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Murderer Jamshid Piruz jailed for terrifying hammer attack on police officers

Warning: Footage contains scenes some viewers may find distressing

A convicted murderer who was jailed in the Netherlands after slitting the throat of his female tenant has been jailed in Britain for life for a "horror film" attack on two police officers using a hammer.

Afghan-born Jamshid Piruz, 35, served six years of a 12-year jail term imposed in August 2007 for the "cold-blooded" killing in Almere a year earlier, according to Dutch court documents seen by the Press Association.

Hove Crown Court heard that after arriving in Britain in December 2015 to visit relatives, Dutch citizen Piruz missed his return flight home from Gatwick Airport on January 4 2016.

He went on to be arrested and prosecuted for assault after he spat at a member of easyJet staff who told him he would need to buy a new ticket.

After appearing in court and being ordered to pay compensation, he went on to burgle some garages in Crawley, West Sussex, where he stole some tools including a hammer.

On January 7, police were called after a member of the public saw Piruz attempting a further break-in which led to him attacking Police Constables Jessica Chick and Stuart Young.

Dramatic police bodycam footage showed Piruz being cornered by officers in a tool shed before he lashed out with a claw hammer.

Francesca Lewington, prosecuting, said that firearms officers Tasered Piruz three times but to no effect, because of the thickness of his clothing, other than to make him angry.

She described how Pc Chick was trapped screaming behind a pillar by Piruz, who swung the hammer at her.

Pc Young, who was hit in the neck, described it as "akin to a horror film".

Pc Chick told the court: "I have never been so scared in my life, I have never been in a situation where I thought 'This is it, I am going to die or I am going to be brain dead".

Unemployed Piruz pleaded guilty at an earlier hearing to burglary, two counts of attempting to cause GBH with intent and affray.

Jailing Piruz to serve a minimum of six years, Judge Jeremy Gold QC told him: "This was an incident of truly terrifying violence, the officers were in fear of their lives and you had no reason to attack them whatsoever."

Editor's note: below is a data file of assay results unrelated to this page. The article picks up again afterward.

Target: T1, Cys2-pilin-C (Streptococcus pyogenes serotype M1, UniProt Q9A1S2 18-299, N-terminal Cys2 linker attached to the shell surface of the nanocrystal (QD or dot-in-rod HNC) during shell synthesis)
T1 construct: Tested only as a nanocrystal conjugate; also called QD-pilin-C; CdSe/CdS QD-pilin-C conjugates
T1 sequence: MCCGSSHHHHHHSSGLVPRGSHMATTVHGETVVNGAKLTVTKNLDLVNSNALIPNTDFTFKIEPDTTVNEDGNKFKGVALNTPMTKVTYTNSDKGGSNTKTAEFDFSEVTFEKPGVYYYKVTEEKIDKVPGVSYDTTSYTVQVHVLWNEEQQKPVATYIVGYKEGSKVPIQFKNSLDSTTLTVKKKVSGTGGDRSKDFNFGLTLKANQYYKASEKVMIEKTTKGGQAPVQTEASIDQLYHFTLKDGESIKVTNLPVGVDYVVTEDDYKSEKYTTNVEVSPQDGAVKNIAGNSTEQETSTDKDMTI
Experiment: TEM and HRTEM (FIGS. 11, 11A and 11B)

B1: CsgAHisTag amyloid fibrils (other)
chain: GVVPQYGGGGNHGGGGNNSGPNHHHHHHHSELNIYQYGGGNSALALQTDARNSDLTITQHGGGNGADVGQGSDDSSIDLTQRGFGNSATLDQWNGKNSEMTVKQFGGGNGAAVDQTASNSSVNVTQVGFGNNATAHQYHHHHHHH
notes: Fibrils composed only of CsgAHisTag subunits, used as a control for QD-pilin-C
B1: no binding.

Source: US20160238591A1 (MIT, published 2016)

He said the defendant suffered "acute psychotic episodes" and told him: "You are potentially a very dangerous man and you are prone to outbursts of potentially fatal violence when you are stressed, with little or no ability to control those outbursts."

Mrs Lewington said that Piruz, who has claimed to be married with a daughter, was born in Afghanistan and was granted asylum in the Netherlands at the age of 16 following the death of his parents.

She said he was jailed for 12 years, of which he served six, for killing his tenant in 2006, who he had locked in a room before slitting her throat.

Simon Blackford, defending, said his client, who sobbed in the dock, was remorseful for his actions and added: "He suffers from post traumatic stress disorder after he witnessed the murder of his parents by the Taliban when he was 11 years old and subsequent experiences living in Kabul during the war.

The case raised questions over Britain's ability to protect itself from high-risk offenders who travel across borders, and over the sharing of information about criminals among countries.

One MP said it was a "shocking case" that highlighted the need to end free movement rules and for Britain to introduce a US-style pre-entry check system paid for by visitors.

Conservative Dover and Deal MP Charlie Elphicke said following the case that it highlighted the need for Britain to introduce more robust border checks.

He said: "This is a truly shocking case. It's simply unacceptable that a convicted murderer like this was allowed into Britain. This is why we need to end free movement and take back control of our borders with stronger border checks.

"Using a system of tough pre-entry checks paid for by visitors to Britain like the US does would flag up violent criminals before they can step foot on our shores.

"We should plan investment in cutting-edge border technology now - doing all we can to keep dangerous criminals and terrorists out of Britain."

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